Basically, we can address the core issue in the context of our local area of influence—be it a project team or a functional team or whatever small chunk of an organization in which we have some sway. Instead of redesigning how the structure is organized, we can change the local rules for how things happen. It doesn’t have to be a formal change that gets approved by formal authorities. It’s enough that whatever the new rules are, they’re known and respected at all times.

Decision making

In knowledge organizations power is basically used to make decisions. Specific levels of management have specific prerogatives. A manager is kept accountable for all the decisions that they are supposed to make.

An interesting observation is that no one really pays attention to who actually makes the decision. What is important is that a decision is made and we know who is responsible for that decision (there’s a difference between having made the decision and being responsible for it.) Otherwise we’d have a problem with indecisiveness or accountability (or both).

From that perspective it’s enough for a manager to take a leap of faith in their team and let the team make some decisions in the name of the manager. In an extreme case it can mean that the team make most or even all the decisions. Of course it’s not an easy change. If a power structure hasn’t changed it means that the manager is kept accountable for calls they didn’t personally make and might disagree with. It goes without saying that a high degree of trust between the manager and the team is a prerequisite for this kind of relationship.

At the same time, this process neatly addresses the authority issue and enables autonomy across the team. All that without changing the organizational structure or official rules.

project team decisions

The decision-making process

An interesting challenge in itself is how to structure the team’s decision-making process itself so it neither changes into anarchy nor turns into indecisive chaos.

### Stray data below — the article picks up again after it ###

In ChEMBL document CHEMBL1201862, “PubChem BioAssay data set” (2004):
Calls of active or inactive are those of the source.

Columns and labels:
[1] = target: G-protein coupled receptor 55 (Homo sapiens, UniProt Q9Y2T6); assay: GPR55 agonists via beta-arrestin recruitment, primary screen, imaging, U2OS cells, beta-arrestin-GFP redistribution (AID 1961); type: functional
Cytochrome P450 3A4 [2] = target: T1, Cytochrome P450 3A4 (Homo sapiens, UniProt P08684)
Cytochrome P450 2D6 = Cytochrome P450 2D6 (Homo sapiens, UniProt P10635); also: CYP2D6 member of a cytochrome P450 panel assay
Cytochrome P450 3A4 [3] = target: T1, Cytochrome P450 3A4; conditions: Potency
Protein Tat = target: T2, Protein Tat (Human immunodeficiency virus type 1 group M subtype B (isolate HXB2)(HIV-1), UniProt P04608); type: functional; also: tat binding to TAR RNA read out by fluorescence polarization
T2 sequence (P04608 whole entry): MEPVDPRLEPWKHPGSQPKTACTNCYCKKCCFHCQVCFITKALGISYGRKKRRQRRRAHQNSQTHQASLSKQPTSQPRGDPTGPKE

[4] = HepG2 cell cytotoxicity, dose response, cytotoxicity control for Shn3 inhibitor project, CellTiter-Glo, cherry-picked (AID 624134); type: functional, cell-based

On one hand we have a traditional hierarchical model that we want to change. On the other, we have a consensus-driven process that has its own pain points too. What often happens is people accept the status quo, pick the safest option or back whoever yells the loudest. Quite a risky strategy for a professional setup. Not to mention that it doesn’t really address the autonomy issue.

There is a third and better way: a collective decision making process that enforces getting advice and yet leaves authority to go against the stream when someone feels strongly about a specific call. There are organizations that use this tactic across the board even for the most serious decisions.  We use this process at my company, Lunar Logic—for everything from making strategic decisions to changing people salaries.

At the same time exactly the same pattern can be used to make everyday project-related decisions when there’s much less at stake. In either case it addresses the engagement problem and may be exactly the bit that will turn the fate of the next project.

In the world where the odds are against us, we shouldn’t pass on any opportunity to create autonomy, increase team engagement and improve the way we work on projects.

If you liked this article, and you’re looking to hone your project management skills, download our eBook, “5 Practical Habits for Today’s Project Manager.”

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Why Autonomy Matters for Your Project Team was last modified: June 1st, 2017 by Pawel Brodzinski